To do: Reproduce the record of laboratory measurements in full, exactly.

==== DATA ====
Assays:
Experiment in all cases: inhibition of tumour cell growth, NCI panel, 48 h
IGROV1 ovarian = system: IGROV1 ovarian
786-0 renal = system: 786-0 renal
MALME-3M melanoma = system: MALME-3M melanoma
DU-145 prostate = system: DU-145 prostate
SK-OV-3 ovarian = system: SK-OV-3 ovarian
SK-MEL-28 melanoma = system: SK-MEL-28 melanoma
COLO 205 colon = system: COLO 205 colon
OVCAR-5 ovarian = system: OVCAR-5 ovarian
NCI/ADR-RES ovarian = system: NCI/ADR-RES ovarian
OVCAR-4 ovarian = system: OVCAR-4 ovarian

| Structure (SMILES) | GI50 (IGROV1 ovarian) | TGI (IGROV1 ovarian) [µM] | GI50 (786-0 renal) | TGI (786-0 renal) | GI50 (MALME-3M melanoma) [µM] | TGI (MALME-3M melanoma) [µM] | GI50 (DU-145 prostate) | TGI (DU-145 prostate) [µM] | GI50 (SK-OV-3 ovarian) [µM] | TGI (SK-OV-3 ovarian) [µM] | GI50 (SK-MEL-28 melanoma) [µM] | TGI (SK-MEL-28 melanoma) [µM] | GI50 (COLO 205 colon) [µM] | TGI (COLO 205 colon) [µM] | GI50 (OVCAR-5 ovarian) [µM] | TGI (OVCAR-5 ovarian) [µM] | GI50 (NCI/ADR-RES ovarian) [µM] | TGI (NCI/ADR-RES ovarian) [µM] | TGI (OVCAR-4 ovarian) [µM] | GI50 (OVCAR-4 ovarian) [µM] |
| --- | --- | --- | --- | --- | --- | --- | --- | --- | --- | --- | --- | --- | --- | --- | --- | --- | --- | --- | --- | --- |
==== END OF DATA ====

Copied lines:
Assays:
Experiment in all cases: inhibition of tumour cell growth, NCI panel, 48 h
IGROV1 ovarian = system: IGROV1 ovarian
786-0 renal = system: 786-0 renal
MALME-3M melanoma = system: MALME-3M melanoma
DU-145 prostate = system: DU-145 prostate
SK-OV-3 ovarian = system: SK-OV-3 ovarian
SK-MEL-28 melanoma = system: SK-MEL-28 melanoma
COLO 205 colon = system: COLO 205 colon
OVCAR-5 ovarian = system: OVCAR-5 ovarian
NCI/ADR-RES ovarian = system: NCI/ADR-RES ovarian
OVCAR-4 ovarian = system: OVCAR-4 ovarian

| Structure (SMILES) | GI50 (IGROV1 ovarian) | TGI (IGROV1 ovarian) [µM] | GI50 (786-0 renal) | TGI (786-0 renal) | GI50 (MALME-3M melanoma) [µM] | TGI (MALME-3M melanoma) [µM] | GI50 (DU-145 prostate) | TGI (DU-145 prostate) [µM] | GI50 (SK-OV-3 ovarian) [µM] | TGI (SK-OV-3 ovarian) [µM] | GI50 (SK-MEL-28 melanoma) [µM] | TGI (SK-MEL-28 melanoma) [µM] | GI50 (COLO 205 colon) [µM] | TGI (COLO 205 colon) [µM] | GI50 (OVCAR-5 ovarian) [µM] | TGI (OVCAR-5 ovarian) [µM] | GI50 (NCI/ADR-RES ovarian) [µM] | TGI (NCI/ADR-RES ovarian) [µM] | TGI (OVCAR-4 ovarian) [µM] | GI50 (OVCAR-4 ovarian) [µM] |
| --- | --- | --- | --- | --- | --- | --- | --- | --- | --- | --- | --- | --- | --- | --- | --- | --- | --- | --- | --- | --- |